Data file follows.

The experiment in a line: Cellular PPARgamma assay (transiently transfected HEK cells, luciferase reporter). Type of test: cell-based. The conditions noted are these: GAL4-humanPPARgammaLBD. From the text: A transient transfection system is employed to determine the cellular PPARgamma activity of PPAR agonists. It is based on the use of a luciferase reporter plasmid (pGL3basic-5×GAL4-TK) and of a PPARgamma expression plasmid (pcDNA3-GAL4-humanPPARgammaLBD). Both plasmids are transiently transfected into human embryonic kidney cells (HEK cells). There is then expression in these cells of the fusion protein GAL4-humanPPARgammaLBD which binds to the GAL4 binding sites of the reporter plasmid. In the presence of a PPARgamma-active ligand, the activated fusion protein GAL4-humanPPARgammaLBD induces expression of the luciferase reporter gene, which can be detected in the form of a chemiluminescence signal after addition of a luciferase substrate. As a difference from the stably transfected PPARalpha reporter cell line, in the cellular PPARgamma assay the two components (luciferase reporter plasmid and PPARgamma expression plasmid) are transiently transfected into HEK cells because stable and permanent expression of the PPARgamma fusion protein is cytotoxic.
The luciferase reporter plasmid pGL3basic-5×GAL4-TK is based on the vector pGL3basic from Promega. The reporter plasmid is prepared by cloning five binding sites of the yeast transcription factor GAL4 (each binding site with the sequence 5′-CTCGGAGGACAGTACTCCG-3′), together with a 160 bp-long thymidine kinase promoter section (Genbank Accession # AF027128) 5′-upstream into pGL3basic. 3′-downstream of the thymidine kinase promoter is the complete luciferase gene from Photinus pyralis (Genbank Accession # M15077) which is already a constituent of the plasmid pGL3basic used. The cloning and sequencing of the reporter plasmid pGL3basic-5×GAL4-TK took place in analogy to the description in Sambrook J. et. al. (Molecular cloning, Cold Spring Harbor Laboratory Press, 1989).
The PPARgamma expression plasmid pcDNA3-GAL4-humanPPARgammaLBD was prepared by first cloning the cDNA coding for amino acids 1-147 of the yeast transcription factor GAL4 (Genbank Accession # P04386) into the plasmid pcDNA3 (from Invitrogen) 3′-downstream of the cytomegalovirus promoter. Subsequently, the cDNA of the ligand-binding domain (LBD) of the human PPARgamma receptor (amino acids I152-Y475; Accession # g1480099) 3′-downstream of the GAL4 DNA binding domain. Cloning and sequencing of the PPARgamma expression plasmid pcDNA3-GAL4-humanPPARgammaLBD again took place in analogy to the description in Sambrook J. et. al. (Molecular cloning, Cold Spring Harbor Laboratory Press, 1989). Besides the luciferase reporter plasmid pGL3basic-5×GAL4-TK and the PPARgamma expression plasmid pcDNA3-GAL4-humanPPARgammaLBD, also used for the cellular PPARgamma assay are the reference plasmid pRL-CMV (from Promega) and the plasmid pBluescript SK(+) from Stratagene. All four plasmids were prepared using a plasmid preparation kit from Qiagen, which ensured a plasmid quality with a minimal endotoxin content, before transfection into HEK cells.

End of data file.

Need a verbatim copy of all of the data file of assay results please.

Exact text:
The experiment in a line: Cellular PPARgamma assay (transiently transfected HEK cells, luciferase reporter). Type of test: cell-based. The conditions noted are these: GAL4-humanPPARgammaLBD. From the text: A transient transfection system is employed to determine the cellular PPARgamma activity of PPAR agonists. It is based on the use of a luciferase reporter plasmid (pGL3basic-5×GAL4-TK) and of a PPARgamma expression plasmid (pcDNA3-GAL4-humanPPARgammaLBD). Both plasmids are transiently transfected into human embryonic kidney cells (HEK cells). There is then expression in these cells of the fusion protein GAL4-humanPPARgammaLBD which binds to the GAL4 binding sites of the reporter plasmid. In the presence of a PPARgamma-active ligand, the activated fusion protein GAL4-humanPPARgammaLBD induces expression of the luciferase reporter gene, which can be detected in the form of a chemiluminescence signal after addition of a luciferase substrate. As a difference from the stably transfected PPARalpha reporter cell line, in the cellular PPARgamma assay the two components (luciferase reporter plasmid and PPARgamma expression plasmid) are transiently transfected into HEK cells because stable and permanent expression of the PPARgamma fusion protein is cytotoxic.
The luciferase reporter plasmid pGL3basic-5×GAL4-TK is based on the vector pGL3basic from Promega. The reporter plasmid is prepared by cloning five binding sites of the yeast transcription factor GAL4 (each binding site with the sequence 5′-CTCGGAGGACAGTACTCCG-3′), together with a 160 bp-long thymidine kinase promoter section (Genbank Accession # AF027128) 5′-upstream into pGL3basic. 3′-downstream of the thymidine kinase promoter is the complete luciferase gene from Photinus pyralis (Genbank Accession # M15077) which is already a constituent of the plasmid pGL3basic used. The cloning and sequencing of the reporter plasmid pGL3basic-5×GAL4-TK took place in analogy to the description in Sambrook J. et. al. (Molecular cloning, Cold Spring Harbor Laboratory Press, 1989).
The PPARgamma expression plasmid pcDNA3-GAL4-humanPPARgammaLBD was prepared by first cloning the cDNA coding for amino acids 1-147 of the yeast transcription factor GAL4 (Genbank Accession # P04386) into the plasmid pcDNA3 (from Invitrogen) 3′-downstream of the cytomegalovirus promoter. Subsequently, the cDNA of the ligand-binding domain (LBD) of the human PPARgamma receptor (amino acids I152-Y475; Accession # g1480099) 3′-downstream of the GAL4 DNA binding domain. Cloning and sequencing of the PPARgamma expression plasmid pcDNA3-GAL4-humanPPARgammaLBD again took place in analogy to the description in Sambrook J. et. al. (Molecular cloning, Cold Spring Harbor Laboratory Press, 1989). Besides the luciferase reporter plasmid pGL3basic-5×GAL4-TK and the PPARgamma expression plasmid pcDNA3-GAL4-humanPPARgammaLBD, also used for the cellular PPARgamma assay are the reference plasmid pRL-CMV (from Promega) and the plasmid pBluescript SK(+) from Stratagene. All four plasmids were prepared using a plasmid preparation kit from Qiagen, which ensured a plasmid quality with a minimal endotoxin content, before transfection into HEK cells.